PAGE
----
In order to do the above though, school communities need the support and training to engage with the concept of gender and reflect on how imbued our day-to-day reflections and actions are with a relatively narrow understanding of sex and gender, and to see and appreciate the many ways gender inequality is reinforced at so many levels throughout our educational spaces.
Keddie, A. (2005) ‘A framework for gender justice: Evaluating the transformative capacities of three key Australian schooling initiatives’, The Australian Educational Researcher, 32(3): 83-102:??In this paper Amanda Keddie draws on Nancy Fraser’s work to develop a framework of transformative justice, which she uses to assess three relatively recent initiatives in Australian schools to address social and gender equality.
Maxwell, C., Chase, C., Warwick, I., Aggleton, P. and Wharf, H. (2010) Freedom to achieve. Preventing violence, promoting equality: A whole school approach. London: Womenkind Worldwide. Accessible under UK Education Research:?This report reviews key literature on promoting gender equality and challenging violence against women and girls with young people and charts the experiences of five schools in England and Wales who over a two-year period attempted to develop a ‘whole school approach’ to the promotion of gender equality.? It concludes by setting out key steps any schools could take to create spaces for gender equality.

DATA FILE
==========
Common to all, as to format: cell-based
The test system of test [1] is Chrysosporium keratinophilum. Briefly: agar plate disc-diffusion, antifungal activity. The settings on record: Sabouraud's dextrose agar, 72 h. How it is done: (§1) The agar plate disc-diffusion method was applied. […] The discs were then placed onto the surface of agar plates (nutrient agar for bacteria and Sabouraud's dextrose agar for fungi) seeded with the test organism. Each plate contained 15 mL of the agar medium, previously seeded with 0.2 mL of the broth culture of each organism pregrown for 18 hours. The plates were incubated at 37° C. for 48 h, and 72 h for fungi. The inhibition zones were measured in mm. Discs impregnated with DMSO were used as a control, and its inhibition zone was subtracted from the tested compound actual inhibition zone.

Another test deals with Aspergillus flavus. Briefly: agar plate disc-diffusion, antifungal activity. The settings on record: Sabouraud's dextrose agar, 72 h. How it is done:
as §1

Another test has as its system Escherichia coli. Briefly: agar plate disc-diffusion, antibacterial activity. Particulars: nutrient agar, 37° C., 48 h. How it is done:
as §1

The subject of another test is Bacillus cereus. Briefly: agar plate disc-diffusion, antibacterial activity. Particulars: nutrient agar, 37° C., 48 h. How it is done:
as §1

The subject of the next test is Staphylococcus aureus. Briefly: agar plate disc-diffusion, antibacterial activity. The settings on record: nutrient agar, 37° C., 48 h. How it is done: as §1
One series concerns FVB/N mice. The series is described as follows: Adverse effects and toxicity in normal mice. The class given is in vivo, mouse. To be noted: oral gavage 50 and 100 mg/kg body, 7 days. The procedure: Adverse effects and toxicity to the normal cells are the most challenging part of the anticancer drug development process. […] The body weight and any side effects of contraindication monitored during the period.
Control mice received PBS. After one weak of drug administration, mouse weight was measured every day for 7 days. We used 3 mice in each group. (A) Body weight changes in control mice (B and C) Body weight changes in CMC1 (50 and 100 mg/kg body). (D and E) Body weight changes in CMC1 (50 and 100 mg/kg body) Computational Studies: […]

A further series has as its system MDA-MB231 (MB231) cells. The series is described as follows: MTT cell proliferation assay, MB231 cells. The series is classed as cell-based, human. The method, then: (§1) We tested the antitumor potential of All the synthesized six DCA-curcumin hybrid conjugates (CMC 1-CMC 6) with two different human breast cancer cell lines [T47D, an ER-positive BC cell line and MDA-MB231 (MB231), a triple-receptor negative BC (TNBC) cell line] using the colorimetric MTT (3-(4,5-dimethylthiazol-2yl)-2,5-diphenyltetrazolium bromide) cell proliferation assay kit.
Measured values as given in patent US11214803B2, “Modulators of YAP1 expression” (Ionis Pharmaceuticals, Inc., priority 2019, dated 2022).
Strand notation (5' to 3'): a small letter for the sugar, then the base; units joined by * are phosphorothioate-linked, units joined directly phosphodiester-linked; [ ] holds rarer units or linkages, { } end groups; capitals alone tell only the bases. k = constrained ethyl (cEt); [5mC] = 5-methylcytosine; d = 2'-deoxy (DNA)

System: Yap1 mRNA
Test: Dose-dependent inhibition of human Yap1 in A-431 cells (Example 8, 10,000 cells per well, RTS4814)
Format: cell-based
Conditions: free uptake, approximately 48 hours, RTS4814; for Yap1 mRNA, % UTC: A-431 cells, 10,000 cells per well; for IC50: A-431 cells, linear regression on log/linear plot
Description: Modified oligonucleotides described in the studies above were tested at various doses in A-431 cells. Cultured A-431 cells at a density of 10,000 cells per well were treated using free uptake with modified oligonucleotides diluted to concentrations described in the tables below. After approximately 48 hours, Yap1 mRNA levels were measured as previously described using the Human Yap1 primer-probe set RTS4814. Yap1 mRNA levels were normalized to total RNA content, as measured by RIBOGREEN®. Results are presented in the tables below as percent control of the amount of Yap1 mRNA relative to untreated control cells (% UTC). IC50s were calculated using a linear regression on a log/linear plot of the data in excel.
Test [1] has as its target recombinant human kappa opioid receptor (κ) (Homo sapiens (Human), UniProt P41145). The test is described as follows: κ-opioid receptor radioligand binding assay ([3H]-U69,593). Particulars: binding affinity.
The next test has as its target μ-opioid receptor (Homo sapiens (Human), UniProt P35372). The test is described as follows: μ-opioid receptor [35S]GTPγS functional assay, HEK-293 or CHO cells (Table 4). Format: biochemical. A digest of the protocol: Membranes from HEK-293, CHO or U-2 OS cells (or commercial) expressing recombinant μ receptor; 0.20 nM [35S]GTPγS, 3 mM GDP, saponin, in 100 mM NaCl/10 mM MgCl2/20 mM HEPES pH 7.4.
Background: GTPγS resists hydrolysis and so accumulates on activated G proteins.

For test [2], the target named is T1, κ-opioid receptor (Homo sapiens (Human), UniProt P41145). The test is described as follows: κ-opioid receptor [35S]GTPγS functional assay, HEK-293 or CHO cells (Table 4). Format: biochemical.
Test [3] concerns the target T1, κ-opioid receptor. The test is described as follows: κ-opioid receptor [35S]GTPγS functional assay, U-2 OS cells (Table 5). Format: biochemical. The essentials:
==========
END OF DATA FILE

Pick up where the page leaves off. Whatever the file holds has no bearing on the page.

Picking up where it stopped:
UNESCO Gender Equality Division website:?This website has numerous resources to support the development of gender-specific programmes and gender mainstreaming developed across UNESCO’s five areas of work – including Education.
Guidance is available on the UK Equality and Human Rights Commission website:?This website offers educational institutions guidance on adhering to the New Equalities Act (now law in England, Scotland and Wales).
Myers, K. and Taylor, H. with Adler, S. and Leonard, D. (eds) (2007) Genderwatch: …Still watching. Stoke-on-Trent: Trentham Books:?This is a comprehensive guide which examines all aspects of schooling and how gender shapes knowledges and practices within these spaces.? Drawing on research to pose challenging questions, it offers those working in and with schools the resources to understand current practices and ways to make schooling more gender equitable.
Nayler, J.M. and Keddie, A. (2007) ‘Focusing the gaze: Teacher interrogation of practice’, International Journal of Inclusive Education,11(2): 199-214:?Using the experiences and reflections of three Australian teachers, this paper examines how an understanding of their own histories and positions, as well as an interrogation of practices within schools enables these teachers to engage a ‘politics of resistance’ around (gender) inequality.
Skelton, C. and Francis, B. (2009) Feminism and ‘the schooling scandal. Abingdon: Routledge:??A comprehensive review of research and theory (as well as a call to action) around gender (alongside other forms of inequality) within schooling.
Page author: Claire Maxwell
Updated: 15th January 2013